Pope Benedict XVI has appointed Bishop Salvatore Cordileone of Oakland as the new Archbishop of San Francisco, the Vatican announced today.
The 56 year-old San Diego-native replaces Archbishop George Niederauer, 76, who has led the archdiocese since 2006.
In an archdiocese renowned for its same-sex marriage battles, the appointment is particularly noteworthy: Bishop Cordileone is a forthright defender of traditional marriage, known for his strong pro-life record and theological orthodoxy.
A fluent Spanish speaker and canon lawyer, he was one of the creators of Proposition 8 - the state referendum banning same-sex marriage - arguing that “only one idea of marriage can stand" and that people have to stand up for that definition. "If that's going to be considered bigoted, we're going to see our rights being taken away - as is already happening," he said in 2009.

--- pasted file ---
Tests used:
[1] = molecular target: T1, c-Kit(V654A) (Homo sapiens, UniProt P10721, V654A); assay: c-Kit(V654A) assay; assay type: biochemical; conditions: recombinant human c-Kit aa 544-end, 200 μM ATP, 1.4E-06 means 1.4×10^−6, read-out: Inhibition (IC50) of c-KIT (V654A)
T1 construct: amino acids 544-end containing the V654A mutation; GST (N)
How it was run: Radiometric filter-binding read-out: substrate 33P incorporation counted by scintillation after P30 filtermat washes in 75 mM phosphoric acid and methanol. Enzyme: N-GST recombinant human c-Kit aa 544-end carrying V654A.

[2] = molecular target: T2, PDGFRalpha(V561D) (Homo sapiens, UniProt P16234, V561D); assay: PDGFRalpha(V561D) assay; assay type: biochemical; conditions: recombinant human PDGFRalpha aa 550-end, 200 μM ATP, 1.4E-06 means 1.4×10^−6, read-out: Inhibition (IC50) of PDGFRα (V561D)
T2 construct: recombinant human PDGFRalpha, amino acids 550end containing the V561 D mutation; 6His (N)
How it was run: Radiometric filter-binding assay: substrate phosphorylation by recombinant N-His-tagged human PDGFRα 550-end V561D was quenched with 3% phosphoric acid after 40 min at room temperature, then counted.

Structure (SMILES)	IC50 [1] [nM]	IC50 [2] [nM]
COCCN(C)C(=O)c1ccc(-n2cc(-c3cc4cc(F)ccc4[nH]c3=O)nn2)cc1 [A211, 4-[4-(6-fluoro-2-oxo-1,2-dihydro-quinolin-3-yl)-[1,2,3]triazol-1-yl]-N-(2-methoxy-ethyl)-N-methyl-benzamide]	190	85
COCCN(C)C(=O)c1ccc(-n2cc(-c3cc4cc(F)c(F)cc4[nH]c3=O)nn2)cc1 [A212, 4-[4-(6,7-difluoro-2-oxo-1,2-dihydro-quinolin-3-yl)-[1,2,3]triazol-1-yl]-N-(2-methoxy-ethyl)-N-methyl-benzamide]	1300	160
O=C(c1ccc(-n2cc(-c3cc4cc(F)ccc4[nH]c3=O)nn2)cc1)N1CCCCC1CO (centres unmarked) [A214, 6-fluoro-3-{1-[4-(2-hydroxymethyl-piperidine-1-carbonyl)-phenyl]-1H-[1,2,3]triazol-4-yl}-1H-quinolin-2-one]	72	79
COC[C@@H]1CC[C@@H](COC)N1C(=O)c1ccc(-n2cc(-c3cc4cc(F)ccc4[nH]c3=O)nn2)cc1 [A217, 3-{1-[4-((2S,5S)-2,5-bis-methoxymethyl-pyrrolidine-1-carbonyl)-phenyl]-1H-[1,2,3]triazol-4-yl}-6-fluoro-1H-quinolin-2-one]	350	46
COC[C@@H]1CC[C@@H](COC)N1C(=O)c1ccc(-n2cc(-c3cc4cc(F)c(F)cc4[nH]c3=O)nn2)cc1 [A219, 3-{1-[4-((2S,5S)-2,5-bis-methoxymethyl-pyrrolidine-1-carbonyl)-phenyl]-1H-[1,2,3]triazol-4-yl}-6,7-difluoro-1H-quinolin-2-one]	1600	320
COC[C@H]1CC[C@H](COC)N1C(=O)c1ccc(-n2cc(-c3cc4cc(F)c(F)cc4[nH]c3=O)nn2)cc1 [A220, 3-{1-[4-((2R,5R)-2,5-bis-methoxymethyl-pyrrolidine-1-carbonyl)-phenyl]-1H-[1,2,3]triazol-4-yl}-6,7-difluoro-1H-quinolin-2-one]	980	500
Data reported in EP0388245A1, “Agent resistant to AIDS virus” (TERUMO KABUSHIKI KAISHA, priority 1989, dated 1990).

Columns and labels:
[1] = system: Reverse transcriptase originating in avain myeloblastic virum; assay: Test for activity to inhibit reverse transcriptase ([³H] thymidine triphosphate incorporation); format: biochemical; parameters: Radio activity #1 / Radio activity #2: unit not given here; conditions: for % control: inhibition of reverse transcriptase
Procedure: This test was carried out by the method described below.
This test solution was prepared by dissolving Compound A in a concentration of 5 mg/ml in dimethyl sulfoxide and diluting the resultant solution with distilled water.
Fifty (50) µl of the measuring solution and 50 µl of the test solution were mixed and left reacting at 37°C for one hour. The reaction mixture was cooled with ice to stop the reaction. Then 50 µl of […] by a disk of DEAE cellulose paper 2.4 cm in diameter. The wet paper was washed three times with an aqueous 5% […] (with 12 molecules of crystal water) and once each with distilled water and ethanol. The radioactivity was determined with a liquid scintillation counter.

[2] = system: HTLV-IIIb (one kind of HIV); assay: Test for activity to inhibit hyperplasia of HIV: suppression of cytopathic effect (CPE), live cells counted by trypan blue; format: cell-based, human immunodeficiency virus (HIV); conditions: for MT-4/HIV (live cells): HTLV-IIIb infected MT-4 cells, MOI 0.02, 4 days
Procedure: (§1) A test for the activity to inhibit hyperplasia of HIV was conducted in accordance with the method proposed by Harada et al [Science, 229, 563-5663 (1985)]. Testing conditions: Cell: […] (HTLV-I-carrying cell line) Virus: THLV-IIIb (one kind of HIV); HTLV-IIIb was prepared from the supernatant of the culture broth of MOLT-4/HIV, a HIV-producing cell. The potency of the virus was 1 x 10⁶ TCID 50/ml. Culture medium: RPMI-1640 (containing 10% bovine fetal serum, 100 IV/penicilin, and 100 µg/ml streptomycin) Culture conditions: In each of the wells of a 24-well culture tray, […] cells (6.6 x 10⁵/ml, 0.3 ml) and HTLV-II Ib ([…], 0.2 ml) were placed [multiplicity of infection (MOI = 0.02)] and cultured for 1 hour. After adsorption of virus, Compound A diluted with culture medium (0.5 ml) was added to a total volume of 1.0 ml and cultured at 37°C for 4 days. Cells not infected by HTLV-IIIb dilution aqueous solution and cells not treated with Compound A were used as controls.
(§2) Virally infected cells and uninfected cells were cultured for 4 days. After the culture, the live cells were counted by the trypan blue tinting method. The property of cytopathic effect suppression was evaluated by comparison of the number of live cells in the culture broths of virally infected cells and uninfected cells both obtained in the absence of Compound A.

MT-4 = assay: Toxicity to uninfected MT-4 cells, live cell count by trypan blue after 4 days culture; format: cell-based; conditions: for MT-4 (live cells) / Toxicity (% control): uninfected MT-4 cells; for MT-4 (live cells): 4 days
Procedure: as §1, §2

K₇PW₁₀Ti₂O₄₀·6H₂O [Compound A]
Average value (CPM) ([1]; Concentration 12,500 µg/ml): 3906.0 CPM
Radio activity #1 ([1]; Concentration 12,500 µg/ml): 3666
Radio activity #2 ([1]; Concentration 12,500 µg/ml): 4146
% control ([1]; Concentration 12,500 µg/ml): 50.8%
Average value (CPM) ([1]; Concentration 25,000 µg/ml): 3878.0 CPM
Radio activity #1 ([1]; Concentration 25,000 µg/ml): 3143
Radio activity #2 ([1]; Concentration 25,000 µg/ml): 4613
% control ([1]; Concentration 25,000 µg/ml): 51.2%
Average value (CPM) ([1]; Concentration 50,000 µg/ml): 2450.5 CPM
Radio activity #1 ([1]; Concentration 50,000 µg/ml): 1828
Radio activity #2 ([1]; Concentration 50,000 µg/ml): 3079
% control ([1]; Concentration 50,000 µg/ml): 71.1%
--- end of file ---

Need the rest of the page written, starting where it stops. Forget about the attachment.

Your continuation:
Since January 2011, Bishop Cordileone has served as chairman of the U.S. Bishops’ Ad Hoc Committee for the Defense of Marriage, leading efforts to resist the legalization of same-sex marriage. He is also a member of the USCCB's Committee on Religious Liberty.
Before being appointed Bishop of Oakland by Pope Benedict XVI in 2009, Cordileone was auxiliary bishop in San Diego from 2002. Prior to that, he worked seven years in Rome as an assistant at the Supreme Tribunal of the Apostolic Signatura, the highest judicial body in the Vatican, currently headed by Cardinal Raymond Burke.
Bishop Cordileone, a proponent of the extraordinary form, is also one of seventeen United States Bishops to sign the “Manhattan Declaration: A Call of Christian Conscience” - a manifesto issued in 2009 by Catholic, Orthodox and Evangelical Christian leaders to affirm support for "the sanctity of life, traditional marriage, and religious liberty".